Under Amoako’s leadership, the ECA capitalized on its renewal to promote significant economic and social policy advances in Africa at the turn of the century. Notably, the ECA:

  • Advocated strongly for the African position on issues such as debt, trade and development finance by producing highly regarded policy papers and reports and actively engaged in international discussions on these subjects.
  • Championed governance as a prerequisite to economic and social advancement and produced the first continent-wide indicators to measure and track progress.
  • Created the African Development Forums as an open exchange of ideas between heads of states, policymakers, civil society, and development partners. The ADFs helped raise awareness, create consensus, and push for action to bring Africa into the Internet age, confront the HIV/AIDS pandemic, strive for gender equality, and open African skies and transport infrastructure.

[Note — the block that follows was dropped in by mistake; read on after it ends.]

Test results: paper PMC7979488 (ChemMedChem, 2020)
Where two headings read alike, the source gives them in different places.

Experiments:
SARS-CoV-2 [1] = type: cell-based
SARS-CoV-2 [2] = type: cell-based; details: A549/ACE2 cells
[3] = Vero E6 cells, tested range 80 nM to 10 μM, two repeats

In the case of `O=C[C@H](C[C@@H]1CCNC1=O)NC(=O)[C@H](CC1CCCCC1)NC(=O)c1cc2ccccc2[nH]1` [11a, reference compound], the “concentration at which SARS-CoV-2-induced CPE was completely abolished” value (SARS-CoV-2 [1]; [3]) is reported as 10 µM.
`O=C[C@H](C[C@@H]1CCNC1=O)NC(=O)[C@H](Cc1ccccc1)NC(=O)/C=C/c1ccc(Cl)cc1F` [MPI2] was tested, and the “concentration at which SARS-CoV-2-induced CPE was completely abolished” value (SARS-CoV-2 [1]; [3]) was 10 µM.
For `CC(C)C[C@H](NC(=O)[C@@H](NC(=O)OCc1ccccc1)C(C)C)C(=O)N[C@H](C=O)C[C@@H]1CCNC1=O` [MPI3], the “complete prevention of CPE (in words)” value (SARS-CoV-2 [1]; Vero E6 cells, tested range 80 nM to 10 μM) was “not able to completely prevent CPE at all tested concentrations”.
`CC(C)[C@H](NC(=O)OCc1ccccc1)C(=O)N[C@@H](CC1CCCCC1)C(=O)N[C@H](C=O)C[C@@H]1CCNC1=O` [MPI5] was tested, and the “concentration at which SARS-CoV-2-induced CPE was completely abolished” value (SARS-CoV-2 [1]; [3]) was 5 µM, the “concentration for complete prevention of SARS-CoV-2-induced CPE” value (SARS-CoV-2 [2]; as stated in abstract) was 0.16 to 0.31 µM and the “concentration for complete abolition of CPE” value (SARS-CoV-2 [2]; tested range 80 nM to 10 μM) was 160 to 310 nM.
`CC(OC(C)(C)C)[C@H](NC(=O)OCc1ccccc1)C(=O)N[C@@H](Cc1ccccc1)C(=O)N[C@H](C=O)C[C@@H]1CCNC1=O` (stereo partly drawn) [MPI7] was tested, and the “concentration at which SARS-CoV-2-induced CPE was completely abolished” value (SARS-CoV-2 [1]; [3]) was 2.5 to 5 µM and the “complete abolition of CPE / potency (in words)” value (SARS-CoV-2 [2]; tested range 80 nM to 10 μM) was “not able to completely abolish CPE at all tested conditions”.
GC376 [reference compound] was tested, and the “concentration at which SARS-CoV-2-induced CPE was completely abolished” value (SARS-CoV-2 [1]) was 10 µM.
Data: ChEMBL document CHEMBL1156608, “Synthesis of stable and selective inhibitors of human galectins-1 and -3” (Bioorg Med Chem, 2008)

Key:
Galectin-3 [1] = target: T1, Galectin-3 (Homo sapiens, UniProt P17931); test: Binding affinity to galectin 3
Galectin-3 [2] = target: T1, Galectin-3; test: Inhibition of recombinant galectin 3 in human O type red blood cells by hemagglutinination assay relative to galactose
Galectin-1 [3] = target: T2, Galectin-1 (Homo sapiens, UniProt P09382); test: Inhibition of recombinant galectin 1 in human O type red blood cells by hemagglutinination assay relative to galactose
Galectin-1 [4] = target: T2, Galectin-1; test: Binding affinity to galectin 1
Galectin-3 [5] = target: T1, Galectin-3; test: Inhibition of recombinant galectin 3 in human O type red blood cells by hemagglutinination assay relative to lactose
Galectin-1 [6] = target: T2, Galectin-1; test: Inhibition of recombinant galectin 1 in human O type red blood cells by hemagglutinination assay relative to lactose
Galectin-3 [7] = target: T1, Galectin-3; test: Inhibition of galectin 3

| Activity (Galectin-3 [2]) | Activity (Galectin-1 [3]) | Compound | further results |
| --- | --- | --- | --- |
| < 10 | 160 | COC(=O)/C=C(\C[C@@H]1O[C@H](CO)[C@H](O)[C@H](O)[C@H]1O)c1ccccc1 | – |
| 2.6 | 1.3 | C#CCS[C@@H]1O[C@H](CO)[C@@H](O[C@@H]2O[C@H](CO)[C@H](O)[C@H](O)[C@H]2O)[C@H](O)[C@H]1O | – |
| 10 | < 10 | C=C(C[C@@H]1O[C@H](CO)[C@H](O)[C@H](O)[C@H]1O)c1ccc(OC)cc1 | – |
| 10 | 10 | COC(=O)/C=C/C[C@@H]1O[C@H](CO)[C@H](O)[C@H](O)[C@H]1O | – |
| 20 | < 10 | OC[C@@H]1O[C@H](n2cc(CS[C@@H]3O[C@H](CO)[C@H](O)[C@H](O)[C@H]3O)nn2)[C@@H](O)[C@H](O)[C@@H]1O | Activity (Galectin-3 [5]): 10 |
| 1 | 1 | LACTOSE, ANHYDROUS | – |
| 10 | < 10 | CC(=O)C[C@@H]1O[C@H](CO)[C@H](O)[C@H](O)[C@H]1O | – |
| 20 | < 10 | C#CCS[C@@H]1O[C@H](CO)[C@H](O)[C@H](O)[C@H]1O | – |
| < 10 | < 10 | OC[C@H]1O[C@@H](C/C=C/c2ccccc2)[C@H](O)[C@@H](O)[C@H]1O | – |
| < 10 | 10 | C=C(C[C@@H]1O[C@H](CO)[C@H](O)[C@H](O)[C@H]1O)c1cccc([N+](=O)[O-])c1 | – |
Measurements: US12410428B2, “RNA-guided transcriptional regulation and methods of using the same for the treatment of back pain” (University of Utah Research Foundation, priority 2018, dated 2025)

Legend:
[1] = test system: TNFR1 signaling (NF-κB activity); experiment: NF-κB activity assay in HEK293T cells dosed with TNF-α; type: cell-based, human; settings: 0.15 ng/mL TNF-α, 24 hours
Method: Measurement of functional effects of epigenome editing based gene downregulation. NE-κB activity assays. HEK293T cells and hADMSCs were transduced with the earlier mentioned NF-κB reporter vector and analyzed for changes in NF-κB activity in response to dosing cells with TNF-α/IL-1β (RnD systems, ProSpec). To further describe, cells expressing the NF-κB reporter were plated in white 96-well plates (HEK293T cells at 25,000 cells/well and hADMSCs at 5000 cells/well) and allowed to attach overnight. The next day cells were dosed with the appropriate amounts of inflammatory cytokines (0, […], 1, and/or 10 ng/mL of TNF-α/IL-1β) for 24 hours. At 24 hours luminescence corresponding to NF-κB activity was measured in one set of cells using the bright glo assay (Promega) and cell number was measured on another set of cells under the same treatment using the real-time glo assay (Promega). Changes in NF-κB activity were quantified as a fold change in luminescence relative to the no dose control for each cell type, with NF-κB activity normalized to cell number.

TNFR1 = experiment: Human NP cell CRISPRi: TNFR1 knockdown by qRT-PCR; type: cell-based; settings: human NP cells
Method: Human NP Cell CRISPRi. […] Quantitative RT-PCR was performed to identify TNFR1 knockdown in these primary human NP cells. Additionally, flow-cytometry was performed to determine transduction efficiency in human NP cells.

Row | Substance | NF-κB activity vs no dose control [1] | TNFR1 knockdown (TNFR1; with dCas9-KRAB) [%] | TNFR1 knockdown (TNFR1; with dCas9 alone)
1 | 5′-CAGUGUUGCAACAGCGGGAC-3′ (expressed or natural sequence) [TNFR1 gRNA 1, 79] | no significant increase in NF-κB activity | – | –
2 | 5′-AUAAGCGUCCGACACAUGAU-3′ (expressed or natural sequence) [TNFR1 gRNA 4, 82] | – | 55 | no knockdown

• Provided the technical and analytical supportfor the New Partnership for African Development (NEPAD), an initiative conceived by African leaders and endorsed by donors that aimed to be a new blueprint for Africa’s development. The ECA also provided the key inputs for NEPAD’s most notable component, the African Peer Review Mechanism, which then UN Secretary General Kofi Annan in 2001 called “a landmark instrument” for promoting better political and economic policies.